Friday, April 21, 2006

Tokyo Sento Versus the Encinitas YMCA
The Japanese are generally very reserved, and so in the sento (or sauna) I visited in Tokyo, I sat and sweated in silence with my fellow sauna-goers, not least because I couldn’t speak Japanese, and if anyone spoke English, they hid it well.

I visited the Encinitas YMCA last week to recreate the sento experience and sweat out the jet lag. The dingy and under-lit wood-walled sauna at the Y is a closet-sized room just off the showers in the men’s locker-room. And o, sweet heavens, there was no piped-in Muzak! I sat in blissful silence for about 10 minutes---before being blindsided by Leonard Baxter.

Leonard entered, climbed to the top bench, and introduced himself. He appeared to be in his late 60s or early 70s. “I was watching the Masters on TV,” he told me. “I’m a golf pro.”

With what seemed to me to be a blatant lie, he immediately grabbed the conversational rudder and proceeded to steer the ship into the deep, uncharted waters of madness.

We talked about golf. Actually, Leonard talked while I listened and nodded. I don’t know shit about golf.

“I was the California Golden Gloves champ!” Leonard then declared, changing tack with a subtle non sequitur. “But I had to retire---you ever seen an old boxer? They’re practically retarded!”

“But I still got it, though. Once a boxer, always a boxer!” Leonard climbed to face me and assumed a boxer’s stance.

The sauna floor at the Encinitas Y is about two-feet square, so as a result, I had a rather intimate view, from about 6 inches away and at eye-level, of the helmeted nub of Leonard’s penis, which sprouted mushroom-like from a tuft of white pubic hair.

Any concerns I had over my sudden and unexpected proximity to Leonard’s antediluvian reproductive organs vanished, however, when he began to fire off a series of one-two punches that stopped just short of my face.

I did a fair-to-middling Spiderman impression and clambered backwards and upwards, as one does when confronted by a nude septuagenarian demonstrating his boxing prowess.

I put my hands up. “Yeah, yeah. Pretty good, man, pretty good.”

At that point, Leonard took in my tattoos and assumed I was a Self-Realization Fellowship devotee. Paramahansa Yogananda’s Self-Realization Fellowship has been a fixture in Encinitas since at least the 1930s. Accordingly, Leonard pulled the pin on another non-sequitur hand-grenade and rolled it into the conversation.

“I did all that meditation shit back in the 60s!” he said, glancing up and down my arms. “I had a girlfriend at the time, this wild broad, she was into all that TM stuff. I can do samadhi if I take five long, deep breaths!” He pronounced it “sa-ma-dee.”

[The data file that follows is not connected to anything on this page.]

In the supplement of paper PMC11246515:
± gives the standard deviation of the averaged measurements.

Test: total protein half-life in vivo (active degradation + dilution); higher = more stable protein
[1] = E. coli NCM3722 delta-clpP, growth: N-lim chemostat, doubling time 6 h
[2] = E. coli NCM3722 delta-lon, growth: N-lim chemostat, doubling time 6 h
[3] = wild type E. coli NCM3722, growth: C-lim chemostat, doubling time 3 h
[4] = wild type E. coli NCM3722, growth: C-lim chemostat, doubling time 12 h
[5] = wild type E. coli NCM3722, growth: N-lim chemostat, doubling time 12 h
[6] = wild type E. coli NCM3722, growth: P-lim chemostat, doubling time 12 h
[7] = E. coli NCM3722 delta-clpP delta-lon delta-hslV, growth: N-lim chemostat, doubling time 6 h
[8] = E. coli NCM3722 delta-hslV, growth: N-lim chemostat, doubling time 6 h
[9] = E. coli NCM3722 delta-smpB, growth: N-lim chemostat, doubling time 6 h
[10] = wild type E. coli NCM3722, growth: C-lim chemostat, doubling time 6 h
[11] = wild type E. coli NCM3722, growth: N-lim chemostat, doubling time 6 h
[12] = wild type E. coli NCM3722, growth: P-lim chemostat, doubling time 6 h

“Wow,” I said, “that’s incredible!”

“Yeah,” said Leonard, “it’s pretty easy.”

I stretched out on the top bench and feigned death.

Leonard was still standing, and began telling me how he felt about religion in general and the Old Testament specifically (he didn’t like either).

“Jonah!” he said.

“What a crock!” he said.

“You get eaten by a whale, you know what happens?” he said. “You die!”

He hopped from foot to foot and gesticulated wildly. Rivers of sweat streamed down his face and body. I couldn’t tell if the fluid spraying from his lips was frothy saliva---he was pretty worked up about the Old Testament---or if it was sweat that had run down his face.

The beauty of sauna polemics is that the heat will wilt even the staunchest zealot. But still, Leonard held on with the tenacity of the cockroach.

I thanked my lucky stars I’d spent time in Tokyo building up tolerance to the heat. Plus I figure that the sauna’s heat-level had been set to a temperature determined by the YMCA’s lawyers to be “safe,” and therefore I found that the room wasn’t close to the thermonuclear heat of a Japanese sento.

So my heart leapt when Leonard placed one hand on the sauna door handle: Here was a sure sign he was about to pull the ripcord! I wasn’t quite on the verge of blacking out, although I’d been pinned in the sauna for more than 45 minutes.

Leonard wasn’t quite done. “Some guy wrestling with an angel!” he said.

“You think anyone ever wrestled an angel? What a load of B.S.!”

And on that note, he opened the door and ducked off to the showers.

For the next 15 minutes, Leonard would walk over from his shower, all soaped up, open the sauna door, stick his head in, and let me know how he felt about various other stories in the Old Testament.

I waited another long 10 minutes before emerging.

When I did, Leonard Baxter was in the locker room, shaving and arguing with another man about Governor Arnold Shwarzenegger.

My total cost: the $10 day-use pass, 5 pounds of water weight, and a strange homesick longing for the tattooed and silent yakuza of my local Tokyo sento.